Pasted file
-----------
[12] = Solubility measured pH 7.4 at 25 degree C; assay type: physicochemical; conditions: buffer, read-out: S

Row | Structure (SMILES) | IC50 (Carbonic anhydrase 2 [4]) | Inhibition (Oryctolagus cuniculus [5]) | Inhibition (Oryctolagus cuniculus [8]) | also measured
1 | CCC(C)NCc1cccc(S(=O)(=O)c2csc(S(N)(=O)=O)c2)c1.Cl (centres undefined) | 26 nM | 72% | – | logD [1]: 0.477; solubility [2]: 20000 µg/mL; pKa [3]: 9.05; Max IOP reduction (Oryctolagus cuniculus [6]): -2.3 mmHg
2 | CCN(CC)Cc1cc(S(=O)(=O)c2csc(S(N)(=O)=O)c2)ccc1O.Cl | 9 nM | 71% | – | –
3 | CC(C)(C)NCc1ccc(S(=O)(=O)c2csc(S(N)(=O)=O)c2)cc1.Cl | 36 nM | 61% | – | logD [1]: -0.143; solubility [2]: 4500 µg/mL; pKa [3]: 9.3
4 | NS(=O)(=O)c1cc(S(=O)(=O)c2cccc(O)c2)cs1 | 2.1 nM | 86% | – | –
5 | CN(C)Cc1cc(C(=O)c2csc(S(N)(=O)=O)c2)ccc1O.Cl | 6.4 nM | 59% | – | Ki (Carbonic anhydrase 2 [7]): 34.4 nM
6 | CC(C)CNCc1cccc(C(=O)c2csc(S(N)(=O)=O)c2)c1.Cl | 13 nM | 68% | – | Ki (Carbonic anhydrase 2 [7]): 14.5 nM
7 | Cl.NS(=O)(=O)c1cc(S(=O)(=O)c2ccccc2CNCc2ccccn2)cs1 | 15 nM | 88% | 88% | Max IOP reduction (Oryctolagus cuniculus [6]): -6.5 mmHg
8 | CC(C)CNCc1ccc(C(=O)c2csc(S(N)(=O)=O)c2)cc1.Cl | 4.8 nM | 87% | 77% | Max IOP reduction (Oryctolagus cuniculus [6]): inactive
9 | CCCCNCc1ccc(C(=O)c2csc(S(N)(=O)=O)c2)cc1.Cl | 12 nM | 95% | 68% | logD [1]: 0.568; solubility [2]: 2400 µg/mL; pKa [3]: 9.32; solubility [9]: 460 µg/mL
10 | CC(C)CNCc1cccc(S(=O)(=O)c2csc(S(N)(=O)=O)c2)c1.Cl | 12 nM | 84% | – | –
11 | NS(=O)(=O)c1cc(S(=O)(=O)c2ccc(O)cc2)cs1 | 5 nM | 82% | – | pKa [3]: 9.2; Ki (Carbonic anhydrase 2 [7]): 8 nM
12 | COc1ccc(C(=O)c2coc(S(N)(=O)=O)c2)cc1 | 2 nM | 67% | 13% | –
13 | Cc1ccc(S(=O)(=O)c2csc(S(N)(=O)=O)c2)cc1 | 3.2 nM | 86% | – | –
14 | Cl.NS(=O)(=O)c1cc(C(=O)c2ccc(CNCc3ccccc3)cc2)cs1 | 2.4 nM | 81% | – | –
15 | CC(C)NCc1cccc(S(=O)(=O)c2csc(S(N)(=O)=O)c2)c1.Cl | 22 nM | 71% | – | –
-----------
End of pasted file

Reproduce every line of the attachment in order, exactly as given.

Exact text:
[12] = Solubility measured pH 7.4 at 25 degree C; assay type: physicochemical; conditions: buffer, read-out: S

Row | Structure (SMILES) | IC50 (Carbonic anhydrase 2 [4]) | Inhibition (Oryctolagus cuniculus [5]) | Inhibition (Oryctolagus cuniculus [8]) | also measured
1 | CCC(C)NCc1cccc(S(=O)(=O)c2csc(S(N)(=O)=O)c2)c1.Cl (centres undefined) | 26 nM | 72% | – | logD [1]: 0.477; solubility [2]: 20000 µg/mL; pKa [3]: 9.05; Max IOP reduction (Oryctolagus cuniculus [6]): -2.3 mmHg
2 | CCN(CC)Cc1cc(S(=O)(=O)c2csc(S(N)(=O)=O)c2)ccc1O.Cl | 9 nM | 71% | – | –
3 | CC(C)(C)NCc1ccc(S(=O)(=O)c2csc(S(N)(=O)=O)c2)cc1.Cl | 36 nM | 61% | – | logD [1]: -0.143; solubility [2]: 4500 µg/mL; pKa [3]: 9.3
4 | NS(=O)(=O)c1cc(S(=O)(=O)c2cccc(O)c2)cs1 | 2.1 nM | 86% | – | –
5 | CN(C)Cc1cc(C(=O)c2csc(S(N)(=O)=O)c2)ccc1O.Cl | 6.4 nM | 59% | – | Ki (Carbonic anhydrase 2 [7]): 34.4 nM
6 | CC(C)CNCc1cccc(C(=O)c2csc(S(N)(=O)=O)c2)c1.Cl | 13 nM | 68% | – | Ki (Carbonic anhydrase 2 [7]): 14.5 nM
7 | Cl.NS(=O)(=O)c1cc(S(=O)(=O)c2ccccc2CNCc2ccccn2)cs1 | 15 nM | 88% | 88% | Max IOP reduction (Oryctolagus cuniculus [6]): -6.5 mmHg
8 | CC(C)CNCc1ccc(C(=O)c2csc(S(N)(=O)=O)c2)cc1.Cl | 4.8 nM | 87% | 77% | Max IOP reduction (Oryctolagus cuniculus [6]): inactive
9 | CCCCNCc1ccc(C(=O)c2csc(S(N)(=O)=O)c2)cc1.Cl | 12 nM | 95% | 68% | logD [1]: 0.568; solubility [2]: 2400 µg/mL; pKa [3]: 9.32; solubility [9]: 460 µg/mL
10 | CC(C)CNCc1cccc(S(=O)(=O)c2csc(S(N)(=O)=O)c2)c1.Cl | 12 nM | 84% | – | –
11 | NS(=O)(=O)c1cc(S(=O)(=O)c2ccc(O)cc2)cs1 | 5 nM | 82% | – | pKa [3]: 9.2; Ki (Carbonic anhydrase 2 [7]): 8 nM
12 | COc1ccc(C(=O)c2coc(S(N)(=O)=O)c2)cc1 | 2 nM | 67% | 13% | –
13 | Cc1ccc(S(=O)(=O)c2csc(S(N)(=O)=O)c2)cc1 | 3.2 nM | 86% | – | –
14 | Cl.NS(=O)(=O)c1cc(C(=O)c2ccc(CNCc3ccccc3)cc2)cs1 | 2.4 nM | 81% | – | –
15 | CC(C)NCc1cccc(S(=O)(=O)c2csc(S(N)(=O)=O)c2)c1.Cl | 22 nM | 71% | – | –